In less than just one year, we, as a nation and a community, have lost too many victims to gun violence and domestic terrorism in Aurora, Colo., in Newtown, Conn., throughout our nation, and, most recently, the bombing and slayings in Boston.
A male teenager recently was shot by another teenager on South George Street. A mother is burying her son. An unborn child is going to be reared without his or her father. Family members have lost their best friend.
Our York has lost two teens on the cusp of their adulthoods -- their whole lives spread out before them and then terribly changed in a moment -- because of senseless gun violence.
Even though our city's violent crime rate is down, as a mother, as a grandmother, as a veteran and as an active member of Mayors Against Illegal Guns, I believe that each life ended or scarred by illegal guns, drug turf wars or terrorism is one too many.
Citizens, neighborhood associations, faith-based leaders and your governments must work smarter together to do more to prevent innocent victims and wasted innocence caused by senseless violence.
Today, we are witnessing the slaughter of our own innocents and innocence -- our teenagers, our children and our precious, untapped resources.
Today's senseless slaughter is not decreed by a ruthless dictator. It is tolerated and perpetuated by the fraying fabric of our families and neighborhoods, our own apathy, drug wars and corridors, ideological and religious extremism, silly notions of what it is to be "a man," a so-called "anti-snitching" culture, the dissemination of illegal guns and ineffective gun safety laws.
Together, we must protect and nurture our innocents and our innocence with eternal vigilance so that they can flourish as adult resources throughout our York.
Since day one, we methodically have implemented our Community Policing Strategy, which emphasizes our police officers engaging neighbors, faith-based leaders, and neighborhood patriarchs and matriarchs to take ownership of our neighborhoods.
Our Community Policing Strategy works.
Part 1 crimes are the most serious crimes, including murder, rape, aggravated assault, robbery, burglary, larceny, arson and motor vehicle theft. Over the last decade, according to the Uniform Crime Reporting system, our City of York has achieved a 25 percent decrease in Part 1 crimes.
During our administration, Part 1 crimes have gone down 17 percent (from 2,652 in 2008 to 2,212 in 2012).
The best antidote to criminal and anti-social behavior is eternal vigilance on behalf of all of us, and healthy partnerships between our neighborhood patrols, our police department and our people.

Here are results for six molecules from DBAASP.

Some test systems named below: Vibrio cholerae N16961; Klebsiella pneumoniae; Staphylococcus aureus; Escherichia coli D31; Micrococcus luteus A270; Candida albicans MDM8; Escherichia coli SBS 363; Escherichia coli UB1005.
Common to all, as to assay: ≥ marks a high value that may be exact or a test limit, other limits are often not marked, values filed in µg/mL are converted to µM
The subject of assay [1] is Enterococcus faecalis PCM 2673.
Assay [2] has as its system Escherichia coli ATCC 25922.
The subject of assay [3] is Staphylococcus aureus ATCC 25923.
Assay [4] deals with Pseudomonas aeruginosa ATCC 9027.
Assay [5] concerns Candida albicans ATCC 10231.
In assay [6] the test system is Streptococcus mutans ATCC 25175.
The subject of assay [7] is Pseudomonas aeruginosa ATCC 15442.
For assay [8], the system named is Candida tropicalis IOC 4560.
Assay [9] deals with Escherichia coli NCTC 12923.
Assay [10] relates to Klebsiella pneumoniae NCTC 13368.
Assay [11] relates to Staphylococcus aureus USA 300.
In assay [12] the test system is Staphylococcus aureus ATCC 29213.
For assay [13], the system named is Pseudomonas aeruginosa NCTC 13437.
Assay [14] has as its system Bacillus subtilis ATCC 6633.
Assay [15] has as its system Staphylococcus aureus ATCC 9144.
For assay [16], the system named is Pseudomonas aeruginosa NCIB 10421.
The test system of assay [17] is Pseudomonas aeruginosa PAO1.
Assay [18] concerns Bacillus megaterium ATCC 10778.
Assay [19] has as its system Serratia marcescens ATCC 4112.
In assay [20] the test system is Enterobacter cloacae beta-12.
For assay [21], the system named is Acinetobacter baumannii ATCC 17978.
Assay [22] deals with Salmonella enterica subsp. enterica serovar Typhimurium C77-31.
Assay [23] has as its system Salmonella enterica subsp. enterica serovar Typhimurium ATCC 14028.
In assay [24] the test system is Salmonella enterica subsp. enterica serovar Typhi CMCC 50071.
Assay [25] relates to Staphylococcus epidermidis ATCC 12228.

I continue to urge our residents, neighborhood associations, family members, faith-based leaders to stand up and speak out against anti-social behavior, threats of violence and suspected crime.
Perpetrators of violence diminish our quality of life and hold us back from our untapped potential. Perpetrators of and peddlers of violence infect communities like a cancer and act so carelessly that we, as a community, should not and cannot be willing to protect them any longer.
At the same time, if you notice someone you love or know who is becoming a lone wolf, who is becoming estranged, or who is drifting away from family, the right friends and productive activity, step in.
Intervene before he or she goes down the wrong road too far. Ask questions, show that you care. Tug, hug, love and follow up. Do your part to create a stronger community where, yes, we do know what our children are doing at night -- each and every night.
Our people are our greatest resources. Unfortunately, many of our financial resources as a nation, county and a city are used to prosecute and incarcerate untapped resources that have gone awry way too young.
So do your part to create a community where, yes, we regularly communicate with our teens and young adults, especially our young men, to let them know that we are here for them to vent, to have a sympathetic ear and to have a role model.
Reporting illegal weapons or criminal behavior is not snitching. And, intervening in the life of a young person going down the wrong path is not being nosy. Both are part of doing your civic duty; both are part of exercising your right to make your neighborhood to be what it should be: safe for you, your family and neighbors to live in peace.
I continue to urge everyone to work with our police in using your powers -- technological in the form of smart and camera phones, your God-given intelligence and your free speech rights -- to pass on solid information to police. Let's be neighbors who are informed, who keep the lights on, who listen and who ask questions that care.
As always, we urge any residents and stakeholders with information on any crime to contact our police. Your information is anonymous, meaning your name will not be asked or written down. The information that you provide is necessary to making you, your families and your neighbors safe.
To report and pass on anonymous information, call the Police Tip Line at (717) 849-2204. Anonymous tips about any crime and anonymous tips about illegal guns may be text messaged to our YORKTIPS six-digit tip line at 847-411.
To get illegal guns off our street, in addition to YORKTIPS, we now offer "Gun Drop Off Amnesty." We promise "no judgment, no charge" to people who turn in any gun -- illegal or legal. Firearms can be dropped off at the Police Department, 50 W. King St. Doing so may very well save a life.
Together, we can build a thriving urban community of opportunity, humaneness and justice for all, a community where our innocents and our innocence flourish as adult resources for our York.